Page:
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You've made your list and checked it twice. You're getting gifts whether they've been naughty or nice... As "Santa's helper" you've got your hands full with keeping all the gifts and recipients straight, and we're here to help you make sure all that holiday shopping is as green as can be!

Our tips for greening the holidays are guaranteed to keep the environment and the little tykes in your life healthier.

Color Your World

Crayola may be the go-to company for crayons, but did you know the crayon giant makes their top product with paraffin? You might wonder what the big deal is; after all, paraffin is used for making candles, and if it's in crayons it can't be all that bad, right? Wrong. Paraffin is made from the residue of the oil refining process. If you don't relish the idea of the little tyke gnawing on a petrochemical, go for beeswax crayons. They're not cheap?it can cost as much as $30 for a box of crayons?but they're a better option for little kids. As your children grow and learn that not everything belongs in their mouths, you can switch back to paraffin crayons, or better yet, switch to pencil crayons!

Huggable, Lovable Toys

Look for plush toys made with organic cotton or bamboo this holiday season. Plush toys are often made with polyester fibers, which are made from polyethylene terephthalate (PTE or PETE), a petroleum-based synthetic polymer plastic. Not surprisingly, polyester products are highly flammable and are treated with fire-retardants, many of which are neurotoxins. If that isn't enough to put you off polyester toys, the chemical Antimony, used as a catalyst in polyester production, has been linked to heart problems, lung cancer and fertility problems in animals exposed the chemical. Antimony trioxide, used as an enhancer of brominated flame retardants, is classified as a carcinogen by the state of California. Bottom line: leave polyester products on the shelves and opt for plush toys made with natural, organic materials.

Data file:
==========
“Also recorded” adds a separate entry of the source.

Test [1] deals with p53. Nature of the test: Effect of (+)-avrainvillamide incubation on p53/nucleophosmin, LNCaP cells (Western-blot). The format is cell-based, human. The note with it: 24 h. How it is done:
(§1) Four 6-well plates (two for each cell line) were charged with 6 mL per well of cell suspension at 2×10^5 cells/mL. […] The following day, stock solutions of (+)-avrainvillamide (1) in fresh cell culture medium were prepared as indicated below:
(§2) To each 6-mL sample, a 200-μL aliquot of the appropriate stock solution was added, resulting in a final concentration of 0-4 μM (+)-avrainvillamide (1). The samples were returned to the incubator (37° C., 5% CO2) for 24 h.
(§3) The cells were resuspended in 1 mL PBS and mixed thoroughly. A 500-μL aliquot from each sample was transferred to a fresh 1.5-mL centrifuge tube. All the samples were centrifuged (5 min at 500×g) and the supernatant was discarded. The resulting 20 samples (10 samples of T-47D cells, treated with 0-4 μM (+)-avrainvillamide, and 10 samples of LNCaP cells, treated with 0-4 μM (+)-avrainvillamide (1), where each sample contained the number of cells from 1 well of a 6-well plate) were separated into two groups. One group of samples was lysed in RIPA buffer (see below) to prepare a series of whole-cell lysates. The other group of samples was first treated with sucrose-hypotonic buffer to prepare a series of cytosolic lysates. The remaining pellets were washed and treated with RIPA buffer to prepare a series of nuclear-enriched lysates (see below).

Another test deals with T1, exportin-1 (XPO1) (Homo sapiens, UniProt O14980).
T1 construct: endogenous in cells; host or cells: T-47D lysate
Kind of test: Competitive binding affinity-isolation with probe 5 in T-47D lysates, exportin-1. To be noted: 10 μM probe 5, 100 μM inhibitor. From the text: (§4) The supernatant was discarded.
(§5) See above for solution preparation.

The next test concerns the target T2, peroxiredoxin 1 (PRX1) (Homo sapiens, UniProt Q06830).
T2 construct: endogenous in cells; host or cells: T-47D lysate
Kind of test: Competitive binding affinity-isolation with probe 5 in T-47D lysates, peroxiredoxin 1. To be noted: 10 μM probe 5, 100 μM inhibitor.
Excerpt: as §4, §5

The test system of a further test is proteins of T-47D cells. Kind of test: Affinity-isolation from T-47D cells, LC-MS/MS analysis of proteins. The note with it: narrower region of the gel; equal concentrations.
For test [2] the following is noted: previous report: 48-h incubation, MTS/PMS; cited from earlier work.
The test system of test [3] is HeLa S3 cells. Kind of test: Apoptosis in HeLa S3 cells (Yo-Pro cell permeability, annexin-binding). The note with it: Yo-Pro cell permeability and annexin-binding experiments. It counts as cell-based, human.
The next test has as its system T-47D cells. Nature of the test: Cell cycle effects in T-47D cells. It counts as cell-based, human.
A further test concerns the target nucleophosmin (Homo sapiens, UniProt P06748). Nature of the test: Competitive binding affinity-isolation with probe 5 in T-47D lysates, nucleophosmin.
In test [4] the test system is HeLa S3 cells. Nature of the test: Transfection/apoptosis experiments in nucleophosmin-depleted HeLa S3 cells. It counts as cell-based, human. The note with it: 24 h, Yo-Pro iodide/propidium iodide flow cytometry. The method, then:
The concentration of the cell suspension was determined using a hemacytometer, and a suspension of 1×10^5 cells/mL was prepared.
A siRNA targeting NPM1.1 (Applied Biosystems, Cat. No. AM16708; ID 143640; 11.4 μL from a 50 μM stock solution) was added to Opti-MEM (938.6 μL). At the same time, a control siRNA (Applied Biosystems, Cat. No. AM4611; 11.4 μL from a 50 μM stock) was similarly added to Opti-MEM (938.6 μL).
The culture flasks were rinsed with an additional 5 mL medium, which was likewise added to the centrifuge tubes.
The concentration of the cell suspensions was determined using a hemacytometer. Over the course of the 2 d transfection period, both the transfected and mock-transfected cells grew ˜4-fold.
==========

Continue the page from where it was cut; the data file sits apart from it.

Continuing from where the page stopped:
What Not to Wear

Just like it's a good idea to go organic with children's toys, organic clothing is a healthier option for children and the world. The conventional cotton industry consumes a shocking amount of insecticides, pesticides, herbicides and chemical fertilizers. The chemicals used on cotton farms have been linked to smog advisories and marine pollution in the U.S., and many are known or suspected carcinogens and lead to a host of other health issues, including asthma. While most experts agree that these chemicals are eliminated from cotton in textile production, the indirect health effects are serious enough to warrant switching to organic cotton clothing. And while you're at it, pick up some bamboo clothing?the plants grow quickly and offer another natural alternative to conventionally grown cotton.

Batteries Not Included?

Avoid gifts that require batteries. There's no better way to cut down on battery waste than to eliminate battery-dependent products from your home. Three billion dry-cell batteries are purchased by Americans each year, and while many are recycled, 179,000 tons of batteries are thrown out every year in the U.S.?and about 14,000 tons of these are rechargeable! The heavy metals in batteries that end up in dumps leach into the soil and water table, polluting our communities. If you can't resist getting the little tyke a talking doll or a roaming robot, invest in some rechargeable batteries and include them with the gift.

Buy Local

We've all heard about the virtues of eating locally, but meats and produce aren't the only home-grown items available these days?and if you're not already buying gifts made close to home, there's no time like the present to start. Not only will buying locally cut down on the carbon footprint attached to junior's new wooden puzzle, it will help boost the local economy. There's no getting around buying some gifts from overseas?the season's hottest toys are mostly manufactured in Asia?but you can make a difference with unique, locally-crafted items that your kids will cherish for years to come.

Cara Smusiak writes on behalf of NaturallySavvy.com about how to live a more natural, organic and green lifestyle.